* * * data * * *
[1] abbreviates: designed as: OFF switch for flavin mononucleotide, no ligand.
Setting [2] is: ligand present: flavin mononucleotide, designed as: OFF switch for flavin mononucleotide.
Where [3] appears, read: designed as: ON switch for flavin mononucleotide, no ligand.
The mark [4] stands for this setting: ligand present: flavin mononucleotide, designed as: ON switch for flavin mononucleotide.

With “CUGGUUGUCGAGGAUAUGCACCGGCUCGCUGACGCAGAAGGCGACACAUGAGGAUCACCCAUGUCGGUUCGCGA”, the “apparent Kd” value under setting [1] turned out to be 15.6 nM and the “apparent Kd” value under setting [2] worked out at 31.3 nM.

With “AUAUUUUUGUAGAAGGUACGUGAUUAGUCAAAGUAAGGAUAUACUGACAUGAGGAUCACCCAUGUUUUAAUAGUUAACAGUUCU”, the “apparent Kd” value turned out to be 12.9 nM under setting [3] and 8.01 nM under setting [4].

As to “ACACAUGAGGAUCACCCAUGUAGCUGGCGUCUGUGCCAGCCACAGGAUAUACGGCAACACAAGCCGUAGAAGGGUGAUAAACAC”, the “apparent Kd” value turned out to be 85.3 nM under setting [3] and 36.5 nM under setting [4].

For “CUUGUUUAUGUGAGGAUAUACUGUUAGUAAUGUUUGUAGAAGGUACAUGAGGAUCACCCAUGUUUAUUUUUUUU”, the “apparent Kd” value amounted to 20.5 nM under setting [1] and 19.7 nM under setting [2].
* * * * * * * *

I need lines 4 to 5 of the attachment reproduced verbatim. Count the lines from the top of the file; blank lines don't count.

The mark [4] stands for this setting: ligand present: flavin mononucleotide, designed as: ON switch for flavin mononucleotide.

With “CUGGUUGUCGAGGAUAUGCACCGGCUCGCUGACGCAGAAGGCGACACAUGAGGAUCACCCAUGUCGGUUCGCGA”, the “apparent Kd” value under setting [1] turned out to be 15.6 nM and the “apparent Kd” value under setting [2] worked out at 31.3 nM.